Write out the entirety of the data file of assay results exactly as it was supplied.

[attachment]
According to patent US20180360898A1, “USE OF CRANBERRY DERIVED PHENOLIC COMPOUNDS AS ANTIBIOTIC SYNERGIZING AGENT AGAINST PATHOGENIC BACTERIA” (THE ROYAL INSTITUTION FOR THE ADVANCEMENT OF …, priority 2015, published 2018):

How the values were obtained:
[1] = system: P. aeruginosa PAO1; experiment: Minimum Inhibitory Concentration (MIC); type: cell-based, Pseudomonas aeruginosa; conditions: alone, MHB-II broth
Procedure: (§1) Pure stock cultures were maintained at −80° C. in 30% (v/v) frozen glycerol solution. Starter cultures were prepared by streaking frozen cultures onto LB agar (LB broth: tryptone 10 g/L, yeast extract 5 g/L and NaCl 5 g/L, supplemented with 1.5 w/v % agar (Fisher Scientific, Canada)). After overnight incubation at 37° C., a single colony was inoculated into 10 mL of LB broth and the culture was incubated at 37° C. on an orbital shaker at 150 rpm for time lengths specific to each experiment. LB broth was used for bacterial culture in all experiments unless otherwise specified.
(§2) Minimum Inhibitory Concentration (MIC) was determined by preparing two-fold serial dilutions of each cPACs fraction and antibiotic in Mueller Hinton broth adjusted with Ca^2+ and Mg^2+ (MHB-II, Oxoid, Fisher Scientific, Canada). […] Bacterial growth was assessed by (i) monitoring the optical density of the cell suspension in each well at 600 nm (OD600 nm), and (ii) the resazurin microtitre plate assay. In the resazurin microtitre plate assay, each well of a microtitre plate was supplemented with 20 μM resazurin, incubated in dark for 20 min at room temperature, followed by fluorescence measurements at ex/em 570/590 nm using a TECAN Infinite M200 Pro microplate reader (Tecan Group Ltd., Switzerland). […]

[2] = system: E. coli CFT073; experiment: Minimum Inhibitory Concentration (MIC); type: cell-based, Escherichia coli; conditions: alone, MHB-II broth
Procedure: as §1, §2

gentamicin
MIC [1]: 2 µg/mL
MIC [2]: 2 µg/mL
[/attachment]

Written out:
According to patent US20180360898A1, “USE OF CRANBERRY DERIVED PHENOLIC COMPOUNDS AS ANTIBIOTIC SYNERGIZING AGENT AGAINST PATHOGENIC BACTERIA” (THE ROYAL INSTITUTION FOR THE ADVANCEMENT OF …, priority 2015, published 2018):

How the values were obtained:
[1] = system: P. aeruginosa PAO1; experiment: Minimum Inhibitory Concentration (MIC); type: cell-based, Pseudomonas aeruginosa; conditions: alone, MHB-II broth
Procedure: (§1) Pure stock cultures were maintained at −80° C. in 30% (v/v) frozen glycerol solution. Starter cultures were prepared by streaking frozen cultures onto LB agar (LB broth: tryptone 10 g/L, yeast extract 5 g/L and NaCl 5 g/L, supplemented with 1.5 w/v % agar (Fisher Scientific, Canada)). After overnight incubation at 37° C., a single colony was inoculated into 10 mL of LB broth and the culture was incubated at 37° C. on an orbital shaker at 150 rpm for time lengths specific to each experiment. LB broth was used for bacterial culture in all experiments unless otherwise specified.
(§2) Minimum Inhibitory Concentration (MIC) was determined by preparing two-fold serial dilutions of each cPACs fraction and antibiotic in Mueller Hinton broth adjusted with Ca^2+ and Mg^2+ (MHB-II, Oxoid, Fisher Scientific, Canada). […] Bacterial growth was assessed by (i) monitoring the optical density of the cell suspension in each well at 600 nm (OD600 nm), and (ii) the resazurin microtitre plate assay. In the resazurin microtitre plate assay, each well of a microtitre plate was supplemented with 20 μM resazurin, incubated in dark for 20 min at room temperature, followed by fluorescence measurements at ex/em 570/590 nm using a TECAN Infinite M200 Pro microplate reader (Tecan Group Ltd., Switzerland). […]

[2] = system: E. coli CFT073; experiment: Minimum Inhibitory Concentration (MIC); type: cell-based, Escherichia coli; conditions: alone, MHB-II broth
Procedure: as §1, §2

gentamicin
MIC [1]: 2 µg/mL
MIC [2]: 2 µg/mL